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  5. "When we were young, we used …

"When we were young, we used to eat pasta every day."

Translation:Gençken her gün makarna yerdik.

July 18, 2015



A thing I cant figure out... why is it "gençken", and not "gençiken"? Where did the I go?


if you say "genç iken" with a space, it is grammatically correct. and people actually did speak like that in the old times (ie. Turkish Republic's first few decades) but as time went on and people kept on saying the same thing, they went for the easy road and dropped the "i" in this case, and it became "gençken"

tl;dr: it is easier to say "gençken" rather that "gençiken" so we don't say like that and drop the i.


Nice explanation... Çok teşekkür ederim :D


why is this not true?"gençken makarna yerdik her gün"


It would be fine in the spoken language, but there is a lot less flexibility in word order in the formal written language. The verb should be at the end :)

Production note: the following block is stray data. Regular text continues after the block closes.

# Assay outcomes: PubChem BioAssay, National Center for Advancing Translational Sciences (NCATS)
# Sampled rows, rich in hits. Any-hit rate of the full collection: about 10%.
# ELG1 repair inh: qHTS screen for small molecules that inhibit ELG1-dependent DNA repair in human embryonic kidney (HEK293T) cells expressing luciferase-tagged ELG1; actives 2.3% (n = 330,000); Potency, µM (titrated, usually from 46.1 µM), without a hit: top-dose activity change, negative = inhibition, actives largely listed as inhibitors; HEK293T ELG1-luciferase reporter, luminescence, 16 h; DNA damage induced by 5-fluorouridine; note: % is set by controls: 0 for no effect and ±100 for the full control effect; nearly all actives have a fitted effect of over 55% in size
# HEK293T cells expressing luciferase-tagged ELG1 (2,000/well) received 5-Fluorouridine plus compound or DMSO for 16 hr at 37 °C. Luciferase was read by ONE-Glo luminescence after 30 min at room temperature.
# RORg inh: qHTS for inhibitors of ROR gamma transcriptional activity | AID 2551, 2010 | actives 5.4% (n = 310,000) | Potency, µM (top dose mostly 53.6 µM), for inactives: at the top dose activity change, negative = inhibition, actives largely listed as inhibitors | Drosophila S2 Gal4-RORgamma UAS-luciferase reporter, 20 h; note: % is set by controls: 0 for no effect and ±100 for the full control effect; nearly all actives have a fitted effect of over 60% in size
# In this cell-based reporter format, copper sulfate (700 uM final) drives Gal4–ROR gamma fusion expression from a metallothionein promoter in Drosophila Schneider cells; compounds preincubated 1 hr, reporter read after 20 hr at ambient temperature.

İs there another way to say when we were young

Genç oldıkken..is this right?


How can we tell it is "we"? I can't find it.



The -k is the "biz" ending for the past tense and conditional tenses.


Why is it wrong to say makarna her gün yerdik, shouldn't the subject be first??


"Makarna" is not the subject, but the object of the sentence. The subject is hidden (we know from the verb ending that the subject is "we" - who ate the pasta?).


Ooooooh, stupid mistake


Can we say makarnayı her gün


Where is the 'used to' part? Couldn't it mean 'when we were young we ate pasta every day'?


I think "Gençken her gün makarna yeRdik." = "When we were young, WE USED TO EAT pasta every day." but "Gençken her gün makarna yedik" = "when we were young we ate pasta every day" "yerdik" is showing a habit, you used to do it and now you are not doing it anymore, "yedik" only says you did it.

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